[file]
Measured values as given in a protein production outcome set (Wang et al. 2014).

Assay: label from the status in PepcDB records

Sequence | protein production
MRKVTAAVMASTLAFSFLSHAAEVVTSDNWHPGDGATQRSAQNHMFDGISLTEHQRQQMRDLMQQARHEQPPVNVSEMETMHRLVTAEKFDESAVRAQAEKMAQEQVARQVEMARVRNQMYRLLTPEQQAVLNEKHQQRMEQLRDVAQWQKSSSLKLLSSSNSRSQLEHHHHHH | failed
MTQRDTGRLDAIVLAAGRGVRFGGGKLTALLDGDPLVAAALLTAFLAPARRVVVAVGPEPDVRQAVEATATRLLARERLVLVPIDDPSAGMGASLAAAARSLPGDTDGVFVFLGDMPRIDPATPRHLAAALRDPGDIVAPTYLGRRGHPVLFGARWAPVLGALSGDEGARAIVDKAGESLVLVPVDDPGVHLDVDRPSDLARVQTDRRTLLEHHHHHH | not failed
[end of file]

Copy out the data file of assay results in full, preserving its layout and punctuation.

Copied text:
Measured values as given in a protein production outcome set (Wang et al. 2014).

Assay: label from the status in PepcDB records

Sequence | protein production
MRKVTAAVMASTLAFSFLSHAAEVVTSDNWHPGDGATQRSAQNHMFDGISLTEHQRQQMRDLMQQARHEQPPVNVSEMETMHRLVTAEKFDESAVRAQAEKMAQEQVARQVEMARVRNQMYRLLTPEQQAVLNEKHQQRMEQLRDVAQWQKSSSLKLLSSSNSRSQLEHHHHHH | failed
MTQRDTGRLDAIVLAAGRGVRFGGGKLTALLDGDPLVAAALLTAFLAPARRVVVAVGPEPDVRQAVEATATRLLARERLVLVPIDDPSAGMGASLAAAARSLPGDTDGVFVFLGDMPRIDPATPRHLAAALRDPGDIVAPTYLGRRGHPVLFGARWAPVLGALSGDEGARAIVDKAGESLVLVPVDDPGVHLDVDRPSDLARVQTDRRTLLEHHHHHH | not failed